Posted by: Nicholas Ramscar14 May 2013
I was recently speaking to a friend who’s preparing to sit PACES, the fearsome last component of the MRCP exams.
The rumour is that the examiners have tired of gathering patients with one-in-a-million endocrine disorders, and have started lacing the exams with something even more devilishly obscure: normality. This, apparently, is the typical candidate’s biggest fear – being presented with a patient who is completely well, and having to muster the confidence to tell the cackling, palm-rubbing professor that there’s no pathology.
When you’re a teenager, it’s a rite of passage to spend at least a summer declaiming that ‘there’s no such thing as normal’. But, medically speaking, there really is. And finding it is one of the most valuable roles a GP has.
But it is difficult at times, and requires a professional who is experienced and willing at times to shoulder a little risk. Life is infinitely varied, and will never fit with what a prepared protocol says it should be.
Our gatekeeper role isn’t just about saving the NHS money and being miserly with referrals, although unarguably we should be conscious that we’re engaged in spending taxpayer’s money. Perhaps more importantly, gatekeeping is about giving appropriate reassurance to those who think they might need medicine’s attention, but don’t.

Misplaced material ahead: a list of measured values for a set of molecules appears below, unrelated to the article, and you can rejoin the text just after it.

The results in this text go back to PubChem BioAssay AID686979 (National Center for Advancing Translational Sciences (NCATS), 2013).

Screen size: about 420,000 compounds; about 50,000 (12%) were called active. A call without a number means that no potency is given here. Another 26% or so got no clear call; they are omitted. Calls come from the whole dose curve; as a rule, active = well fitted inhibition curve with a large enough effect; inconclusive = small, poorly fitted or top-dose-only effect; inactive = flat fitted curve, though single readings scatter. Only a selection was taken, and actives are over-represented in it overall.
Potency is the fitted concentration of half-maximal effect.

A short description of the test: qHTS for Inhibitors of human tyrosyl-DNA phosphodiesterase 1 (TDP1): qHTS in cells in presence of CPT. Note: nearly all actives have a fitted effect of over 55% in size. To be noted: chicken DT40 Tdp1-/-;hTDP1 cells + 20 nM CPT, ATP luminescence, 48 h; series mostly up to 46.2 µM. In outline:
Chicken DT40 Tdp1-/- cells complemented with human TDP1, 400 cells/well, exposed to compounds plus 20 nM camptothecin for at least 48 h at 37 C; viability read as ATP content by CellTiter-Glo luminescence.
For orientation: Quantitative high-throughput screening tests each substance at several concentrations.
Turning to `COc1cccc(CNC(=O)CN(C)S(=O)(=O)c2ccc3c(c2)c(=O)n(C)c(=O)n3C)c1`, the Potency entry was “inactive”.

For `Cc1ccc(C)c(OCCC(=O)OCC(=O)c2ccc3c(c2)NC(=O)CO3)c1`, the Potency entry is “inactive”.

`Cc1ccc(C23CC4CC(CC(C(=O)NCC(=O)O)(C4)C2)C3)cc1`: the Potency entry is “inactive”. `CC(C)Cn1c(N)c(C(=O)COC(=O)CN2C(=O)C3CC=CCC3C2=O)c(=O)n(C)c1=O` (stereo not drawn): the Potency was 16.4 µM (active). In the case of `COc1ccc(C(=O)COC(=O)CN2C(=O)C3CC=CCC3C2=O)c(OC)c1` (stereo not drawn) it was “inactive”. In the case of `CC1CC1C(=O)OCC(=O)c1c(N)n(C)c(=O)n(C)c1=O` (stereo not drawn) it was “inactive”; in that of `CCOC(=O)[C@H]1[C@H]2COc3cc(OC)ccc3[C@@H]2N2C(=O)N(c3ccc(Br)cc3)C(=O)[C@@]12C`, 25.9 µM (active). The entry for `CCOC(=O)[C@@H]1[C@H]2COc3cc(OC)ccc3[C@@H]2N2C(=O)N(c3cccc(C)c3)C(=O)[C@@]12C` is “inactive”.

Of course this saves money, and I suspect consultations that end in reassurance pay for themselves many times over. But more importantly, they stop anxieties, and prevent the shared tragedy of iatrogenic harm.
And it can be fun - I can’t imagine the day when I don’t get a boost from watching someone’s face brighten, as I explain the gulf of difference between the imagined melanoma and the real seborrhoeic keratosis.
A diagnosis of normality requires time in several forms. Time to get to know your patients, and to listen to their story properly. A longer form of time, pre-invested in the vast number of cases of pathology and normal physiology that must have been seen to confidently differentiate the two. And more subtly, time to yourself – to play the violin, read a novel, or go surfing; whatever it is that makes you come back to the surgery refreshed and ready, keen to learn more and do all that you can.
All these forms of time are being squeezed out of us. We need longer consultations to deal with the new levels of medical complexity that we face. We need the older GPs with their hard-won experience to stick around. And we need time to keep ourselves human.
If all this goes, then we’ve lost, and our patients have lost more. In a callous world of protocols and payment by activity, over-investigation and iatrogenic harm will be our new normality.
Dr Nick Ramscar is a GP in Bracknell, Berkshire